Aussie Dictionary [18 January 1918]

[Editor: A humourous glossary of terms used by Australian soldiers during World War One. Published in Aussie: The Australian Soldiers’ Magazine, no. 1, 18 January 1918.]

Aussie Dictionary.

(For the use of those at Home)

ARCHIE. — A person who aims high and is not discouraged by daily failures.

A.W.L. — An expensive form of amusement entailing loss to the Commonwealth and extra work for one’s pals.

BARRAGE. — That which shelters or protects, often in an offensive sense, i.e., loud music forms a barrage against the activity of a bore; a barrage of young brothers and sisters interferes with the object of a visit; and an orchard is said to be barraged by a large dog or an active owner.

BEER. — A much appreciated form of nectar now replaced by a coloured liquor of a light yellow taste.

BINT. — A small dark tart.

CAMOUFLAGE. — A thin screen disguising or concealing the main thing, i.e., a camouflage of sauce covers the iniquity of stale fish; a suitor camouflages his true love by paying attention to another girl; ladies in evening dress may or may not adequately camouflage their charms; and men resort to a light camouflage of drink to conceal a sorrow or joy.

CIVILIAN. — A male person of tender or great age, or else of weak intellect and faint heart.

CIVIES. — A quaint garb formerly worn by most of the A.I.F., now long out of use and almost forgotten.

COLD FEET. — Appendages found on leadswingers. No connection with the pedal terminations of Billzac in frosty weather or in wet trenches.

COMMUNIQUE. — An amusing game played by two or more people with paper and pencil in which the other side is always losing and your own side is always winning. This was formerly called “Bulletin,” but has nothing to do with the “Bully.”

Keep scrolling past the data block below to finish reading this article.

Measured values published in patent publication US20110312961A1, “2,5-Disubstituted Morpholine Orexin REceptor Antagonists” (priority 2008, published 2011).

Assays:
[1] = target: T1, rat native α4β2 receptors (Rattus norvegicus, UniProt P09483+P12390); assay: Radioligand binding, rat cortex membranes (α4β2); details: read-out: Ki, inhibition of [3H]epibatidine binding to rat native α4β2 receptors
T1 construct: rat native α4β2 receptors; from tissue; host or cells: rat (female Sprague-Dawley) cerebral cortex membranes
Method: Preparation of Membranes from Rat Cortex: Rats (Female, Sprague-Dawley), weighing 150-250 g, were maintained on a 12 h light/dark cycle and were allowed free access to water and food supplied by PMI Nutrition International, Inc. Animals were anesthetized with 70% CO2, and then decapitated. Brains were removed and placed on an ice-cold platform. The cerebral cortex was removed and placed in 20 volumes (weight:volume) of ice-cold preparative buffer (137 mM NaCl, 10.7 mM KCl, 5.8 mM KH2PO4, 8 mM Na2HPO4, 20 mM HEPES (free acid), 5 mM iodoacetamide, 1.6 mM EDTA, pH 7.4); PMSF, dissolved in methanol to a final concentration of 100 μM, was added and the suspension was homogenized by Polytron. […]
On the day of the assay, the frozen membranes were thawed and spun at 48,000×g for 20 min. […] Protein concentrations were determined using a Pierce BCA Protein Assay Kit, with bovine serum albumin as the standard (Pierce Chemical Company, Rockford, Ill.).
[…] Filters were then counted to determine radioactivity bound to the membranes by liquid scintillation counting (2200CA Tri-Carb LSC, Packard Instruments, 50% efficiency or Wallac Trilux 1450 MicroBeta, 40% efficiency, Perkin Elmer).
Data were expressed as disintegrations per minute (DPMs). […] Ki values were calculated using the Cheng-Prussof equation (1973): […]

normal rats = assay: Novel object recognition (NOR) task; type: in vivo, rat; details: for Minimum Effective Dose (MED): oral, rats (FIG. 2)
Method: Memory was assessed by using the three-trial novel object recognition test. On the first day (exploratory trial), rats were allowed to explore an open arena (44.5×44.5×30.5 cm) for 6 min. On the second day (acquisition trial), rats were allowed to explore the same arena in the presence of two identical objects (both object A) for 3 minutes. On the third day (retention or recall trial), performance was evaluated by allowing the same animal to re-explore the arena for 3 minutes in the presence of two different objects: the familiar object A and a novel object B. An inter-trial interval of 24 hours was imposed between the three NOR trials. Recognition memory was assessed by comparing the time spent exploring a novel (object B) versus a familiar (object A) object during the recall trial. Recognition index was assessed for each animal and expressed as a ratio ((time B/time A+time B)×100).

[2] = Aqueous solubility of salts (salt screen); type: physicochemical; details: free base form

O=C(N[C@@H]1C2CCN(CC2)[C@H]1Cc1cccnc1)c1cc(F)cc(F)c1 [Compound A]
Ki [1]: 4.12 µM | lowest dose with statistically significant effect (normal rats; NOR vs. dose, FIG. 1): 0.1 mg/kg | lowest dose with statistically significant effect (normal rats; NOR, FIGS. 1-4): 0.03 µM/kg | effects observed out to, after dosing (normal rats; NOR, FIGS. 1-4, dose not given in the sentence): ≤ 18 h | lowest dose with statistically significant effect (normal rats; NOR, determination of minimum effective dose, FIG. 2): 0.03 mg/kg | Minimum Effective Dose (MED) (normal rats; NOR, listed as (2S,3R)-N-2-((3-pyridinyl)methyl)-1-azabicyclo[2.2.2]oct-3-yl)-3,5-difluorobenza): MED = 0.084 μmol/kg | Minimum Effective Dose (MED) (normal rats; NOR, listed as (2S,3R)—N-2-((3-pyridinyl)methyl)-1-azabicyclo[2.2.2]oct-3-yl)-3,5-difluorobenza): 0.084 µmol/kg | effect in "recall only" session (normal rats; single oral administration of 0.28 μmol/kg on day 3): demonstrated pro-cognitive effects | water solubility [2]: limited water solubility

COMPREE. — Means “I understand,” or “Do you understand”; often used in a warning or threatening sense, i.e., “compree one on the sound box?” preparatory to a clout on the ear.

DIGGER. — A friend, pal, or comrade, synonymous with cobber; a white man who runs straight.

DUD. — A negative term signifying useless, ineffective or worthless, e.g., a “dud” egg; a “dud of a girl” is one who is unattractive; and a dud joke falls flat.

DUGOUT. — A deep recess in the earth usually too small. As an adjective it is used to denote that such a one avoids hopping over the bags, or, indeed, venturing out into the open air in a trench. At times the word is used to denote antiquated relics employed temporarily.

EGGS-A-COOK. — An Egyptian dish, also known as “2 for 1/2,” and now used to express that which is expensive and barely worth while.

FINNEE. — Meaning “that’s all,” done with or completed.

HOME. — The place or places where Billzac would fain be when the job is done Also known as “Our Land” and “Happyland.”

HOPOVER. — A departure from a fixed point into the Unknown, also the first step in a serious undertaking.

IMSHI. — Means “go,” “get out quickly.” Used by the speaker, the word implies quick and noiseless movement in the opposite direction to the advance.

LEAVE. — A state or condition of ease, comfort and pleasure, involving the cessation of work; not to be confounded with sick leave. Time is measured by leaves denoting intervals of from 3 months to 3 years. Leave on the other hand is measured by time, usually too short.

MUD. — Unpleasantness, generally connected with delay, danger or extreme discomfort. Hence a special meaning of baseness in “his name is mud.”

OVER THE BAGS. — The intensive form of danger; denoting a test of fitness and experience for Billzac and his brethren.

PERHAM DOWNS. — A place of condemnation.